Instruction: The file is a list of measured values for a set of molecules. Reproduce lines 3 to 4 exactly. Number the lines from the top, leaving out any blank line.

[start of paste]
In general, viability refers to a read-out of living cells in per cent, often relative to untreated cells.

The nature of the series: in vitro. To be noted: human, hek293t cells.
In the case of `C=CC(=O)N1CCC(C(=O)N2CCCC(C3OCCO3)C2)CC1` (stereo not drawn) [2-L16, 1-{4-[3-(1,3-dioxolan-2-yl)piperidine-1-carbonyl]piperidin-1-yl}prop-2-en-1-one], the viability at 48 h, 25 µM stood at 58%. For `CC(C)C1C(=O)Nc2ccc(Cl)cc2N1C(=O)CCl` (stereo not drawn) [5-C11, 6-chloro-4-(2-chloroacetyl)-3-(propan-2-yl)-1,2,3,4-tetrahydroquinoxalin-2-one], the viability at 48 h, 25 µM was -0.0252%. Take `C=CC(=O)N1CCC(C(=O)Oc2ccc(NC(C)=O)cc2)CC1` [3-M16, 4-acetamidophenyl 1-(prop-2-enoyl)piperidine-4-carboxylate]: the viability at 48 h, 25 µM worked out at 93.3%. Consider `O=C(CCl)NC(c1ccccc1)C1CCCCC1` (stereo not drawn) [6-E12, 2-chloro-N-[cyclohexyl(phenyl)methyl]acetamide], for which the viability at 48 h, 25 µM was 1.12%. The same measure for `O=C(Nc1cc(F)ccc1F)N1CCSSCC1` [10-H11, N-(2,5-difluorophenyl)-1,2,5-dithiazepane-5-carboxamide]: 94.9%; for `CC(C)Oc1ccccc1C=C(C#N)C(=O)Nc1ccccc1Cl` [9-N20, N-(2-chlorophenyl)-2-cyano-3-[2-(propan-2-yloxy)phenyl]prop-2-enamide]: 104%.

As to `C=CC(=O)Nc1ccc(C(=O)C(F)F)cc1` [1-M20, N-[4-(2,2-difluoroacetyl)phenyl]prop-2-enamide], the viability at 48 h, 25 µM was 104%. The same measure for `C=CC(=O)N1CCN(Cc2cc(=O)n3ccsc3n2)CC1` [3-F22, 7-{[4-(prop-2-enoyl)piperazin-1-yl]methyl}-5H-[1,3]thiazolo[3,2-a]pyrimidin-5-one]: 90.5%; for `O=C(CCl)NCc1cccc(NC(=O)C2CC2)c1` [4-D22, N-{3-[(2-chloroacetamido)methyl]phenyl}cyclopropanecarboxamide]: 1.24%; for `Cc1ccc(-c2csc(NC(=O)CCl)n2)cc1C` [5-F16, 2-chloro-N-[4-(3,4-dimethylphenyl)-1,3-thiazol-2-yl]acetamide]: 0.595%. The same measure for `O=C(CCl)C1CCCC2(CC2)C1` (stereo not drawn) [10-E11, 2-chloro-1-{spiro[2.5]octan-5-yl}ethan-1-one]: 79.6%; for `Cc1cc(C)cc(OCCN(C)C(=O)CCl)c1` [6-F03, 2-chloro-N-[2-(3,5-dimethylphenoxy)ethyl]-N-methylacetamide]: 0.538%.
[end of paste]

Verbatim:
In the case of `C=CC(=O)N1CCC(C(=O)N2CCCC(C3OCCO3)C2)CC1` (stereo not drawn) [2-L16, 1-{4-[3-(1,3-dioxolan-2-yl)piperidine-1-carbonyl]piperidin-1-yl}prop-2-en-1-one], the viability at 48 h, 25 µM stood at 58%. For `CC(C)C1C(=O)Nc2ccc(Cl)cc2N1C(=O)CCl` (stereo not drawn) [5-C11, 6-chloro-4-(2-chloroacetyl)-3-(propan-2-yl)-1,2,3,4-tetrahydroquinoxalin-2-one], the viability at 48 h, 25 µM was -0.0252%. Take `C=CC(=O)N1CCC(C(=O)Oc2ccc(NC(C)=O)cc2)CC1` [3-M16, 4-acetamidophenyl 1-(prop-2-enoyl)piperidine-4-carboxylate]: the viability at 48 h, 25 µM worked out at 93.3%. Consider `O=C(CCl)NC(c1ccccc1)C1CCCCC1` (stereo not drawn) [6-E12, 2-chloro-N-[cyclohexyl(phenyl)methyl]acetamide], for which the viability at 48 h, 25 µM was 1.12%. The same measure for `O=C(Nc1cc(F)ccc1F)N1CCSSCC1` [10-H11, N-(2,5-difluorophenyl)-1,2,5-dithiazepane-5-carboxamide]: 94.9%; for `CC(C)Oc1ccccc1C=C(C#N)C(=O)Nc1ccccc1Cl` [9-N20, N-(2-chlorophenyl)-2-cyano-3-[2-(propan-2-yloxy)phenyl]prop-2-enamide]: 104%.

As to `C=CC(=O)Nc1ccc(C(=O)C(F)F)cc1` [1-M20, N-[4-(2,2-difluoroacetyl)phenyl]prop-2-enamide], the viability at 48 h, 25 µM was 104%. The same measure for `C=CC(=O)N1CCN(Cc2cc(=O)n3ccsc3n2)CC1` [3-F22, 7-{[4-(prop-2-enoyl)piperazin-1-yl]methyl}-5H-[1,3]thiazolo[3,2-a]pyrimidin-5-one]: 90.5%; for `O=C(CCl)NCc1cccc(NC(=O)C2CC2)c1` [4-D22, N-{3-[(2-chloroacetamido)methyl]phenyl}cyclopropanecarboxamide]: 1.24%; for `Cc1ccc(-c2csc(NC(=O)CCl)n2)cc1C` [5-F16, 2-chloro-N-[4-(3,4-dimethylphenyl)-1,3-thiazol-2-yl]acetamide]: 0.595%. The same measure for `O=C(CCl)C1CCCC2(CC2)C1` (stereo not drawn) [10-E11, 2-chloro-1-{spiro[2.5]octan-5-yl}ethan-1-one]: 79.6%; for `Cc1cc(C)cc(OCCN(C)C(=O)CCl)c1` [6-F03, 2-chloro-N-[2-(3,5-dimethylphenoxy)ethyl]-N-methylacetamide]: 0.538%.